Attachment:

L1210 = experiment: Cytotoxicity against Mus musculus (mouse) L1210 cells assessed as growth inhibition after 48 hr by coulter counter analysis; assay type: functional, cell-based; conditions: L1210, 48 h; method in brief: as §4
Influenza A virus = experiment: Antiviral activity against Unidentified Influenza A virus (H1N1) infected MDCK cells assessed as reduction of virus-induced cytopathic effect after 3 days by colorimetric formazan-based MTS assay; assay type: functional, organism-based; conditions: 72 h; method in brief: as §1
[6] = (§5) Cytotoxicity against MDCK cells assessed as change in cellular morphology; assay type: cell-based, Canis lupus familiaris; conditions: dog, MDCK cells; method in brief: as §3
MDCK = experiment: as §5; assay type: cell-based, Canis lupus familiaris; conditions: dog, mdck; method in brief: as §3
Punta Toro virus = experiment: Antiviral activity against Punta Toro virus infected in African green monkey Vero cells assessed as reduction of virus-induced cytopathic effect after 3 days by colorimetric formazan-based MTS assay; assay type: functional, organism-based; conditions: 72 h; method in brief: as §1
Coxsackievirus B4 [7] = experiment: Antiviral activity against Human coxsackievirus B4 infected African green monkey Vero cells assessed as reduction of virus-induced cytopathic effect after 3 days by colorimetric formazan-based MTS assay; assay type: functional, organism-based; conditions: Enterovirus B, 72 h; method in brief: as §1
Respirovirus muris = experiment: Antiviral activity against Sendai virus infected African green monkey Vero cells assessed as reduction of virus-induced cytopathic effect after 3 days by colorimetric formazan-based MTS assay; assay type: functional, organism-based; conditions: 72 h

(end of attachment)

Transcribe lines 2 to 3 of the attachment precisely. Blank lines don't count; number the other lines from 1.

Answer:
Influenza A virus = experiment: Antiviral activity against Unidentified Influenza A virus (H1N1) infected MDCK cells assessed as reduction of virus-induced cytopathic effect after 3 days by colorimetric formazan-based MTS assay; assay type: functional, organism-based; conditions: 72 h; method in brief: as §1
[6] = (§5) Cytotoxicity against MDCK cells assessed as change in cellular morphology; assay type: cell-based, Canis lupus familiaris; conditions: dog, MDCK cells; method in brief: as §3